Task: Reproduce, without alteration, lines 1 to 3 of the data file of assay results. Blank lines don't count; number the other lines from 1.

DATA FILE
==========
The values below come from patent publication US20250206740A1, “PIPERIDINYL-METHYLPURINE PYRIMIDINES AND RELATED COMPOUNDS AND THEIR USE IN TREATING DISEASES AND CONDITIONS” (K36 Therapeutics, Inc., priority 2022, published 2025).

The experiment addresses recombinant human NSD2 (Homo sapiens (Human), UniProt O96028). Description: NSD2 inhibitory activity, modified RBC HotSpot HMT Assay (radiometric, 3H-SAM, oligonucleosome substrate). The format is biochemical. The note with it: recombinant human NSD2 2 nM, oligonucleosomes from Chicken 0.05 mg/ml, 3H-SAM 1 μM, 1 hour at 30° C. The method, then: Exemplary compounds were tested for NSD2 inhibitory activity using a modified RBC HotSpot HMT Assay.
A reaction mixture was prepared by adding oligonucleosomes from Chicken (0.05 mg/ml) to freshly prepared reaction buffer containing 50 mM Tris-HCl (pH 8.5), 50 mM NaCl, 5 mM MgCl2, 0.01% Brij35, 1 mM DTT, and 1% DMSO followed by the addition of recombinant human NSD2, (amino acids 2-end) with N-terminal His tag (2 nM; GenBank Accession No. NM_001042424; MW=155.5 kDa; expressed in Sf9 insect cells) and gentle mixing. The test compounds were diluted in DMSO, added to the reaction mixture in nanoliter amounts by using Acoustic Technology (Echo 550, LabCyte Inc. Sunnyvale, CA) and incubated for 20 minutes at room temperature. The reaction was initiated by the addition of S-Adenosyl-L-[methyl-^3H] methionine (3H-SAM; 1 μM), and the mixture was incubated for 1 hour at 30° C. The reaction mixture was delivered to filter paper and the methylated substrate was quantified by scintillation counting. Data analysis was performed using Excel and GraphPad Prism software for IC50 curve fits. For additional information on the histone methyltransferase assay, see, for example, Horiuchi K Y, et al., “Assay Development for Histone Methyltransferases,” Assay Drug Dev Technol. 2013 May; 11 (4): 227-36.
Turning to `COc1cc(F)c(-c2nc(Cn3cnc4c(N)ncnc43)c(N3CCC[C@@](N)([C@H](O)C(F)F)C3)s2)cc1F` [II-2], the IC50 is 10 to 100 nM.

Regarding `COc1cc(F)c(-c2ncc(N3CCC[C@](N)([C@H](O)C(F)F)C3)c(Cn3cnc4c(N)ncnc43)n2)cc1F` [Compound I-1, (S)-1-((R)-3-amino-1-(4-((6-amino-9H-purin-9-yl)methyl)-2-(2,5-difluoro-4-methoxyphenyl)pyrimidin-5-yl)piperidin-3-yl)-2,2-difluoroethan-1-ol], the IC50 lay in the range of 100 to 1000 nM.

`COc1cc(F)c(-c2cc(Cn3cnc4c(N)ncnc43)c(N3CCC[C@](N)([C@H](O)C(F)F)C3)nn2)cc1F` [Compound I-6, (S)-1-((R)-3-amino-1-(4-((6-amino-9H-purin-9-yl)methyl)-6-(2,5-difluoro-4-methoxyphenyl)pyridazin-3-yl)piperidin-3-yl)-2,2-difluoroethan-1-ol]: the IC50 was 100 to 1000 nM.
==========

The values below come from patent publication US20250206740A1, “PIPERIDINYL-METHYLPURINE PYRIMIDINES AND RELATED COMPOUNDS AND THEIR USE IN TREATING DISEASES AND CONDITIONS” (K36 Therapeutics, Inc., priority 2022, published 2025).

The experiment addresses recombinant human NSD2 (Homo sapiens (Human), UniProt O96028). Description: NSD2 inhibitory activity, modified RBC HotSpot HMT Assay (radiometric, 3H-SAM, oligonucleosome substrate). The format is biochemical. The note with it: recombinant human NSD2 2 nM, oligonucleosomes from Chicken 0.05 mg/ml, 3H-SAM 1 μM, 1 hour at 30° C. The method, then: Exemplary compounds were tested for NSD2 inhibitory activity using a modified RBC HotSpot HMT Assay.
A reaction mixture was prepared by adding oligonucleosomes from Chicken (0.05 mg/ml) to freshly prepared reaction buffer containing 50 mM Tris-HCl (pH 8.5), 50 mM NaCl, 5 mM MgCl2, 0.01% Brij35, 1 mM DTT, and 1% DMSO followed by the addition of recombinant human NSD2, (amino acids 2-end) with N-terminal His tag (2 nM; GenBank Accession No. NM_001042424; MW=155.5 kDa; expressed in Sf9 insect cells) and gentle mixing. The test compounds were diluted in DMSO, added to the reaction mixture in nanoliter amounts by using Acoustic Technology (Echo 550, LabCyte Inc. Sunnyvale, CA) and incubated for 20 minutes at room temperature. The reaction was initiated by the addition of S-Adenosyl-L-[methyl-^3H] methionine (3H-SAM; 1 μM), and the mixture was incubated for 1 hour at 30° C. The reaction mixture was delivered to filter paper and the methylated substrate was quantified by scintillation counting. Data analysis was performed using Excel and GraphPad Prism software for IC50 curve fits. For additional information on the histone methyltransferase assay, see, for example, Horiuchi K Y, et al., “Assay Development for Histone Methyltransferases,” Assay Drug Dev Technol. 2013 May; 11 (4): 227-36.